Montreal pit bull owners need more time to complete permit requests, lawyer says
Anne-France Goldwater says 60 pit bull owners ready to fight city's decree to get rid of their dogs
A Montreal lawyer says she's planning to ask a judge to grant pit bull owners more time to complete their request for a special permit needed to keep their dogs.
Anne-France Goldwater says around 60 people have responded to her offer to help fight a City of Montreal-issued letter telling them they had four weeks to find a new home for their pit bull outside the city.
The letter said their application for the special permit needed to keep their pit bull under Montreal's new dangerous dog bylaw was incomplete.
Pit bull owners had until March 31 to apply for the permit and until June 1 to provide all the necessary documents to support their application.
"I'm going to ask a Superior Court judge nothing more but to give these poor people an additional delay on the basis that the law is there to serve the people, it's not there to punish people," Goldwater told CBC.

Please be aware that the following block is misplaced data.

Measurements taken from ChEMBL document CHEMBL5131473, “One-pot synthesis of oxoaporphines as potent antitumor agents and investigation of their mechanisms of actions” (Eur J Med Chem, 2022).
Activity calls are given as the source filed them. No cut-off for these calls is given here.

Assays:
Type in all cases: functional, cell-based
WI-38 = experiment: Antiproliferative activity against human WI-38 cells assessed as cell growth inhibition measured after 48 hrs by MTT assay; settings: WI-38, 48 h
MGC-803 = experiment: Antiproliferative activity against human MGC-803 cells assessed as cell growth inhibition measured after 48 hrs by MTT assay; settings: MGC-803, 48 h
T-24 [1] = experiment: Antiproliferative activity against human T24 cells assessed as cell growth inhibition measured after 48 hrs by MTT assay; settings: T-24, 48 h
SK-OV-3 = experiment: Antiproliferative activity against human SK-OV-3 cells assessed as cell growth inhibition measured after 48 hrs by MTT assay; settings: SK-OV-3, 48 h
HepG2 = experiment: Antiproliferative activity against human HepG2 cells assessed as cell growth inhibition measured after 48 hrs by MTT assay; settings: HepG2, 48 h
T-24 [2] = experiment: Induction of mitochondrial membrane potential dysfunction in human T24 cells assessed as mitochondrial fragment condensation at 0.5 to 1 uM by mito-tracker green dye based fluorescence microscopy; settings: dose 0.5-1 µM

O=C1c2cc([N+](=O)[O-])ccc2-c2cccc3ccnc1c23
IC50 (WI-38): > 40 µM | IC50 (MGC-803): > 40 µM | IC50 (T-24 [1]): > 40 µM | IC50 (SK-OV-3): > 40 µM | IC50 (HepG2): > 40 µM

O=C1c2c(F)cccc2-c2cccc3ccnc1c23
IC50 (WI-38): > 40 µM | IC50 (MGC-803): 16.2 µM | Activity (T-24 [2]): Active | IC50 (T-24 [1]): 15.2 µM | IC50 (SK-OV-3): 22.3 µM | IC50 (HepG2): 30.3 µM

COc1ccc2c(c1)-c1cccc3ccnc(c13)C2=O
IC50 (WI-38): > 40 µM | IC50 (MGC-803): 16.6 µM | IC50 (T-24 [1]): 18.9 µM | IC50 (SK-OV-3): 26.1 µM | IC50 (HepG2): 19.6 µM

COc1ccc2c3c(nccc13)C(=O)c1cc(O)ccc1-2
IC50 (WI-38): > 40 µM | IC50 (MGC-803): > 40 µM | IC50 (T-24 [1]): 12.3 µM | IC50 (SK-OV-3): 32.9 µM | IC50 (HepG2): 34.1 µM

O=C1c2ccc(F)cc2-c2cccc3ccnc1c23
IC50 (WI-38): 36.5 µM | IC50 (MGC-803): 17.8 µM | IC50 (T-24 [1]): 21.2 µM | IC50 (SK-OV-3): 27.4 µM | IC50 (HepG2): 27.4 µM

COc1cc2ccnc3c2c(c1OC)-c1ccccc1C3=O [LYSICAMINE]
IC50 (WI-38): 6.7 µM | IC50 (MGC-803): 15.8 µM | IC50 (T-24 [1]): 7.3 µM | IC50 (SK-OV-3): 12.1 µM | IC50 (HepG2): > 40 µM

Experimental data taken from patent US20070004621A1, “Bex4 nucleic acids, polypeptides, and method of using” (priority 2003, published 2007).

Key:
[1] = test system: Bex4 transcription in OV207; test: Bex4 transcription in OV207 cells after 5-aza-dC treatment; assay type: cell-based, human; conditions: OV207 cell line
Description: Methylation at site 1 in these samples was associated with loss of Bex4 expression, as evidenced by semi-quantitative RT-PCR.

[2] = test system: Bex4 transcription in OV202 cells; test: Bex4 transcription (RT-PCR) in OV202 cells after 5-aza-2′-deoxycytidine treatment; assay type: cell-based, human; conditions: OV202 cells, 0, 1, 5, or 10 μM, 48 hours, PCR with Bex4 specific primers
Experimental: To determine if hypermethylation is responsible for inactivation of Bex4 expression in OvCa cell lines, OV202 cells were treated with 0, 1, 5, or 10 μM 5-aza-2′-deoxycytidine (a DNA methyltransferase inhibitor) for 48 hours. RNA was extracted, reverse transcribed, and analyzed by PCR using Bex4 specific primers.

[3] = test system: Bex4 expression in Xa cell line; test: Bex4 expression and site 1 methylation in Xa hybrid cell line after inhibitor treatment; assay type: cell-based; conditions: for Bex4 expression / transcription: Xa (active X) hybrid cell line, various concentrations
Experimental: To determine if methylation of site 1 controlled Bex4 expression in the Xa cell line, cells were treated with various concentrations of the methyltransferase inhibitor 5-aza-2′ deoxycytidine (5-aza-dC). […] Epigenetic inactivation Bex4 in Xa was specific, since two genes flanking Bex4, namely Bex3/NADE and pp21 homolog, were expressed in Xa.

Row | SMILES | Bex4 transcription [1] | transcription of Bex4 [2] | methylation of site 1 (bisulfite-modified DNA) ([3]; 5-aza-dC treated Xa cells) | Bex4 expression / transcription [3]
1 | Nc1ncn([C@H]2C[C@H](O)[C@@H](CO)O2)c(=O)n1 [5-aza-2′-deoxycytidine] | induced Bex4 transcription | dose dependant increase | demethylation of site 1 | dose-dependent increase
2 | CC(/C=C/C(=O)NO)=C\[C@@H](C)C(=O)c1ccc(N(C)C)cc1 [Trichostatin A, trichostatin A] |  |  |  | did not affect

City accused of losing documents
Goldwater said many of the dog owners she's hearing from claim they filed the necessary papers with the city.
"These are people who claim and who are evidencing that they have filled all their documents and it would appear from what we're seeing that the city may have lost their documents," she told CBC News.
"They've been told they have one month to get rid of their innocent, healthy, wonderful family dog for no other reason than maybe — maybe — a paper is missing in their file."
She said the city should not be threatening citizens who tried to follow the right steps and obtain the necessary permit for their dog.
"These are law-abiding Montrealers who registered their dogs and paid the $150," she said.
"They're being told 'get rid of your dog' and I think that is unconscionable and doesn't reflect my idea of what the law should be in society."
Goldwater said the city should be working with these dog owners to help them in their efforts to comply with the law instead of turning them into "outlaws."
The city ombudsman's office released a statement Thursday, saying it has received several complaints about the letter. The office says it can't change city rules, but it can see that they are applied fairly.
With files from Navneet Pall